ANDY SAMBERG IS READY FOR ANYTHING
He invented viral video (“Lazy Sunday,” anyone?), made the jump from SNL cast member to sitcom star (Brooklyn Nine-nine), and is now starring in the indie flick Palm Springs. Is there anything the Hollywood funnyman can’t handle?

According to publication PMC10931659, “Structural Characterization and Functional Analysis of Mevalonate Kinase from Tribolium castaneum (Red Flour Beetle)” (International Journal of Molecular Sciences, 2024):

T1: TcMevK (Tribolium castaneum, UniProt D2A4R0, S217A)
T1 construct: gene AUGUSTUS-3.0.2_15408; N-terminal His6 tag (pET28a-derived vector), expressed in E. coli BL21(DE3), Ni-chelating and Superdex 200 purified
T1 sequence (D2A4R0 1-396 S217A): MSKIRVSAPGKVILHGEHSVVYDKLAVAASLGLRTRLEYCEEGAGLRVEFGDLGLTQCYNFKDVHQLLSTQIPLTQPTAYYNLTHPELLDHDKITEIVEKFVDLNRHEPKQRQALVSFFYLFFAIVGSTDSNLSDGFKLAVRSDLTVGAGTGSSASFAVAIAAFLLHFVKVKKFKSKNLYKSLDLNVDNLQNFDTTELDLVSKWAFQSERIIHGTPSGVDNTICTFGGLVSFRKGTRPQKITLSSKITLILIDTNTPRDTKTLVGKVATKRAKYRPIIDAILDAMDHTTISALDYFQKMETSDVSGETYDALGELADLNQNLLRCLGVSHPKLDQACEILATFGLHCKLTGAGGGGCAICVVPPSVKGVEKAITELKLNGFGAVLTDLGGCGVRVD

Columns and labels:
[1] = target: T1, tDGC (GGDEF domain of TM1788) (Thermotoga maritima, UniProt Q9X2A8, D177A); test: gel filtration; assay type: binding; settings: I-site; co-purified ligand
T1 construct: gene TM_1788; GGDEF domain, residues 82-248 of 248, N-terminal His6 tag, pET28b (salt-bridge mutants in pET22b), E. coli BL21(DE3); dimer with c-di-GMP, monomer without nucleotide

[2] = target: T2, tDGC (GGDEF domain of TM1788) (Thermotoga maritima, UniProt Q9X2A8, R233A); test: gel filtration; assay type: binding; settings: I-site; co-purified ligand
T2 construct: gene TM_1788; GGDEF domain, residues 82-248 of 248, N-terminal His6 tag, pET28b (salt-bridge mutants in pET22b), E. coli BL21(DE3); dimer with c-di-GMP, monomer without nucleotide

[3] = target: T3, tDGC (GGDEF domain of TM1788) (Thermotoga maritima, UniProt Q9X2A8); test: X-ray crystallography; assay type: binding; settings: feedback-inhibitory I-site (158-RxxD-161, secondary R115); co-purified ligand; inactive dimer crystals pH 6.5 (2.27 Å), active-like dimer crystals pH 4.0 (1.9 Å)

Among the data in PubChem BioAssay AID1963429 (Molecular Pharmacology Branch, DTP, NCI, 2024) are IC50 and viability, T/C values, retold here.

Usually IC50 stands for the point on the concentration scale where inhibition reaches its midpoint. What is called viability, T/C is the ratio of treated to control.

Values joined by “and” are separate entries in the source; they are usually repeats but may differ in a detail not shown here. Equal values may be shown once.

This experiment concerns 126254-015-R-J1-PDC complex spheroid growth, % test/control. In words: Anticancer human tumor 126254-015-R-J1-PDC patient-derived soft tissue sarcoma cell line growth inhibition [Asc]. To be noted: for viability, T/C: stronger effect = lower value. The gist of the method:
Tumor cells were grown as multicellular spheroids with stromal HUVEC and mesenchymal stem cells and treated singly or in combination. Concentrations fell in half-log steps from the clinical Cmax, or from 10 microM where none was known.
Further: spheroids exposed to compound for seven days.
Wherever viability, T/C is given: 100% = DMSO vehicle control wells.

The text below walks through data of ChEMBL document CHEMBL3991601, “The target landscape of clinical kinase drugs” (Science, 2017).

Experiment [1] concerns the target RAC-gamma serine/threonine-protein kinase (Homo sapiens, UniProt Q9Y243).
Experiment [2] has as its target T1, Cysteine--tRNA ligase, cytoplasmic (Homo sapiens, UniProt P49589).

UUNLESS YOU’RE LIGHTING A STUNTman on fire, the set of a magazine photo shoot can be a pretty tedious place. A photographer stares into a monitor, a pack of bearded bros in Carhartt pants rig lights and fiddle with those photo umbrellas, which surely have a purpose (though I couldn’t tell you what that is). Somewhere there’s a table of Trader Joe’s snacks. Mostly it’s just a lot of standing around and waiting. But Andy Samberg—a 41-year-old man dressed in a pink cashmere sweater, pretending to shoot down toy drones with a wooden bow and arrow—is pretty psyched to be here. For Samberg, a few hours alone is a luxury. In 2019, he hosted the Golden Globes, shot a bunch of episodes of his Emmywinning sitcom, Brooklyn Nine-nine, went on an eight-city tour with his comedy-rap troupe the Lonely Island (performing after Post Malone at Bonnaroo!), shot more Brooklyn Nine-nine, co-wrote and starred in an unlikely musical parody about Jose Canseco and Mark Mcgwire, fronted a twisted romantic comedy that debuted at Sundance in January, and changed a whole mess of diapers. Samberg and his wife, the musician Joanna Newsom—the only harpist cool enough to have Paul Thomas Anderson direct her music videos—have a 2-year-old daughter at home. “I’ve been working so much,” he says. “Parenting is a fuck ton of energy and focus.” But here, on set, it’s different. “They gave me a haircut!” Samberg says. “And no one asked me to feed them!” By any account, it’s been a remarkable run. And Samberg hardly seems the worse for wear. He remains professionally adorable; his curly hair has been tamed for prime time, but his class-clown spirit remains unchecked—an infectious, come